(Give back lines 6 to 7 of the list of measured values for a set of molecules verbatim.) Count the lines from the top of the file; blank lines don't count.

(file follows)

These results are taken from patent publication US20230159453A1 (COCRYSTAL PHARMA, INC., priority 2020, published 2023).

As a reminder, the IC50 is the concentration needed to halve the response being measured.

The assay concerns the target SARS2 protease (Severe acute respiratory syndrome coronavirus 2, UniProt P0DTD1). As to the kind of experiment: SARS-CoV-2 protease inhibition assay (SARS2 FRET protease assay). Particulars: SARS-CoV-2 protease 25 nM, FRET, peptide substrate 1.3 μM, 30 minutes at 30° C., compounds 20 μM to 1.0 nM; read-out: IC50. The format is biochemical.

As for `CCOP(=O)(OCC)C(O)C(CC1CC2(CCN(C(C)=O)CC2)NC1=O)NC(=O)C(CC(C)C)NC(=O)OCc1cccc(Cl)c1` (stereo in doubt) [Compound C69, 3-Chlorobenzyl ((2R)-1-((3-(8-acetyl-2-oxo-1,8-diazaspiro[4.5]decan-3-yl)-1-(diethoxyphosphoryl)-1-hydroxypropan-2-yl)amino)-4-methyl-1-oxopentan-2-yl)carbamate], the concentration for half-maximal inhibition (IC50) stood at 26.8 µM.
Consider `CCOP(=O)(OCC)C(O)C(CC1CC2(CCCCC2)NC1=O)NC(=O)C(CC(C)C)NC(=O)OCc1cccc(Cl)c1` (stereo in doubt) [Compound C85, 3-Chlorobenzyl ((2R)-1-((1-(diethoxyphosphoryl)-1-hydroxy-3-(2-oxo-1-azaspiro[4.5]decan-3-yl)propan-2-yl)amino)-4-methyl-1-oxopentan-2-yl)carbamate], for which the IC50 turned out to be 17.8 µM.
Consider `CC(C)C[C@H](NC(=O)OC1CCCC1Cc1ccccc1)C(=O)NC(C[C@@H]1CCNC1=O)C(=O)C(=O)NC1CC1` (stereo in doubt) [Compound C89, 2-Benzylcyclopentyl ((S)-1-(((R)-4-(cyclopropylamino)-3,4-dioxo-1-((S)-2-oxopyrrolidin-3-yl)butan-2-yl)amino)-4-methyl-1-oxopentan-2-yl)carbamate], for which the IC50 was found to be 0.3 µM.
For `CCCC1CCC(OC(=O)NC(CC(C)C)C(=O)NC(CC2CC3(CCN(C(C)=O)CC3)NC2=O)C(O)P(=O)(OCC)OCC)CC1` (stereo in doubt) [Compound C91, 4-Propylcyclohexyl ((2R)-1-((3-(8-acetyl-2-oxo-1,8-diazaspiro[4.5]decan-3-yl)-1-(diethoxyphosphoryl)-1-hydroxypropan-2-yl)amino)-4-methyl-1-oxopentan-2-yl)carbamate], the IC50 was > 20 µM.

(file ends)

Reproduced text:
Consider `CC(C)C[C@H](NC(=O)OC1CCCC1Cc1ccccc1)C(=O)NC(C[C@@H]1CCNC1=O)C(=O)C(=O)NC1CC1` (stereo in doubt) [Compound C89, 2-Benzylcyclopentyl ((S)-1-(((R)-4-(cyclopropylamino)-3,4-dioxo-1-((S)-2-oxopyrrolidin-3-yl)butan-2-yl)amino)-4-methyl-1-oxopentan-2-yl)carbamate], for which the IC50 was found to be 0.3 µM.
For `CCCC1CCC(OC(=O)NC(CC(C)C)C(=O)NC(CC2CC3(CCN(C(C)=O)CC3)NC2=O)C(O)P(=O)(OCC)OCC)CC1` (stereo in doubt) [Compound C91, 4-Propylcyclohexyl ((2R)-1-((3-(8-acetyl-2-oxo-1,8-diazaspiro[4.5]decan-3-yl)-1-(diethoxyphosphoryl)-1-hydroxypropan-2-yl)amino)-4-methyl-1-oxopentan-2-yl)carbamate], the IC50 was > 20 µM.